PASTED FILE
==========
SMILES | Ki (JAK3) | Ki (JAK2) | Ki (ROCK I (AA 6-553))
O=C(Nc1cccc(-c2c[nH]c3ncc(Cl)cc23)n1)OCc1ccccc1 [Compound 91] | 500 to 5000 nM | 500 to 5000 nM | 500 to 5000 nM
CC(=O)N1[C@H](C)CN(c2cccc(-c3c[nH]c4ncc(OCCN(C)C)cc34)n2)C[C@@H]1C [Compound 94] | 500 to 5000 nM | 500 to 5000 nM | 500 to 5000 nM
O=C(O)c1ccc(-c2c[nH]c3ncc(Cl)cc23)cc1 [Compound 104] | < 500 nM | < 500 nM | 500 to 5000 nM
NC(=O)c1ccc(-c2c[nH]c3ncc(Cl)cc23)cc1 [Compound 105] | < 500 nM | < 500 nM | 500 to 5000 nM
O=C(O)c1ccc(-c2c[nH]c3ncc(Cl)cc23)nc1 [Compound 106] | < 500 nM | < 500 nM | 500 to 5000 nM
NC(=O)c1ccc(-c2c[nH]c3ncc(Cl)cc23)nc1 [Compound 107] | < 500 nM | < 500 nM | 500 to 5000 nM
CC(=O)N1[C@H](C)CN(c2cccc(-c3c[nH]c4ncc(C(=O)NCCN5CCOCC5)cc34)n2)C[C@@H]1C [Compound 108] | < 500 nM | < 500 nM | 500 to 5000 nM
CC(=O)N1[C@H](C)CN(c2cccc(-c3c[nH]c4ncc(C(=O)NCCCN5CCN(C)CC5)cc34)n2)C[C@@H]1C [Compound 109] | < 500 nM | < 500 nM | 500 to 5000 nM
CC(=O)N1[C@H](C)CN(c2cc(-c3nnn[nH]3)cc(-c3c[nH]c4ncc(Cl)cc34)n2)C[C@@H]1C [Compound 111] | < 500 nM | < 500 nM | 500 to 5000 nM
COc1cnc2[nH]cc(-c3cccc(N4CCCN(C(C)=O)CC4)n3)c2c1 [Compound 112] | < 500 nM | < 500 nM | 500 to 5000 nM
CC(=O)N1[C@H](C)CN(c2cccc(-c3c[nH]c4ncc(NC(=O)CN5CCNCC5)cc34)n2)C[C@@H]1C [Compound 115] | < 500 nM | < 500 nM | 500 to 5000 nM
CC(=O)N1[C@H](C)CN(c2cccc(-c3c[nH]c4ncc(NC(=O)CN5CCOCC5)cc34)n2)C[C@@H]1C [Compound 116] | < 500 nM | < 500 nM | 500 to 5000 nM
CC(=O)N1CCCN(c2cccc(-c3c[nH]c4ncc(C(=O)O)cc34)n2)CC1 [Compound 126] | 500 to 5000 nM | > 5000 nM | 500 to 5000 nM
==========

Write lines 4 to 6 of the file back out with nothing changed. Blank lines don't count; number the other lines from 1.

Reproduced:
O=C(O)c1ccc(-c2c[nH]c3ncc(Cl)cc23)cc1 [Compound 104] | < 500 nM | < 500 nM | 500 to 5000 nM
NC(=O)c1ccc(-c2c[nH]c3ncc(Cl)cc23)cc1 [Compound 105] | < 500 nM | < 500 nM | 500 to 5000 nM
O=C(O)c1ccc(-c2c[nH]c3ncc(Cl)cc23)nc1 [Compound 106] | < 500 nM | < 500 nM | 500 to 5000 nM